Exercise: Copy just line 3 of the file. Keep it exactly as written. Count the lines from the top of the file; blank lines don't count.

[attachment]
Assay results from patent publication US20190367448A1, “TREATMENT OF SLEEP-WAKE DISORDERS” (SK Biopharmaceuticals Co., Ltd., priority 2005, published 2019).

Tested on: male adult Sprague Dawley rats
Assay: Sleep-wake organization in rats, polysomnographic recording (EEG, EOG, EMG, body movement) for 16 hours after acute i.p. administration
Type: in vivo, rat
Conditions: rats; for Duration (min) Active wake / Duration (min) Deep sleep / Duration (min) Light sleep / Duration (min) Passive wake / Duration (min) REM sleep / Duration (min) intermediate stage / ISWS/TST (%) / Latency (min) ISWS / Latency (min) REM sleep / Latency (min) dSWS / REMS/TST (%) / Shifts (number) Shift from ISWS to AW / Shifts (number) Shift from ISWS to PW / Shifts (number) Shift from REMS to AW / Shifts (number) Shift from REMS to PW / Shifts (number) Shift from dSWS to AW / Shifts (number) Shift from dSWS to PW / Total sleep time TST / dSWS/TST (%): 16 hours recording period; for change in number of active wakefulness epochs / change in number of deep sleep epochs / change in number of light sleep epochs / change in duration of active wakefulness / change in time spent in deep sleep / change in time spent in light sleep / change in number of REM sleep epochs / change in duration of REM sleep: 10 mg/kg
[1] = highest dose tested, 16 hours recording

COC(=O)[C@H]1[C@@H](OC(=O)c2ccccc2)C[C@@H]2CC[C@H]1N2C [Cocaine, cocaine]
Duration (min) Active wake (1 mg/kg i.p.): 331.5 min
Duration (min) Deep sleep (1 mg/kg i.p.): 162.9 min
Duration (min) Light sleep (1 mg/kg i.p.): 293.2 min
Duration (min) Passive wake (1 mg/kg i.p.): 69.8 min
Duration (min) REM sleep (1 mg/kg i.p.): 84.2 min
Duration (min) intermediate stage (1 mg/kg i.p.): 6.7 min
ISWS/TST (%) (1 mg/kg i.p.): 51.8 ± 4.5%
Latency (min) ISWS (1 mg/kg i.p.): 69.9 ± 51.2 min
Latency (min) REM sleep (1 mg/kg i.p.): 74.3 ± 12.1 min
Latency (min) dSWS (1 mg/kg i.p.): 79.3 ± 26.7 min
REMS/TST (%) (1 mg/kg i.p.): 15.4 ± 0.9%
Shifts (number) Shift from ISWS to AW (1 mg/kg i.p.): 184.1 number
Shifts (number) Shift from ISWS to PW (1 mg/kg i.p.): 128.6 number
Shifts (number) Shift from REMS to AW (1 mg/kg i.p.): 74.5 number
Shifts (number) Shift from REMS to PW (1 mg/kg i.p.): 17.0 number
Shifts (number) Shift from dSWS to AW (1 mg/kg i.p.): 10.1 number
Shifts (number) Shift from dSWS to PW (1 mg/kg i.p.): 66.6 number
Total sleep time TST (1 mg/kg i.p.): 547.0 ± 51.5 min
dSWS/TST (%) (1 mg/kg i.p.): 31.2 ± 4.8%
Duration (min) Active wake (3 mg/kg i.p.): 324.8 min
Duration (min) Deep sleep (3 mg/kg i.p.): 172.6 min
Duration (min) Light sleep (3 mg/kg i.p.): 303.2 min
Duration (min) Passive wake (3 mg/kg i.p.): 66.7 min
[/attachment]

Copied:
Assay: Sleep-wake organization in rats, polysomnographic recording (EEG, EOG, EMG, body movement) for 16 hours after acute i.p. administration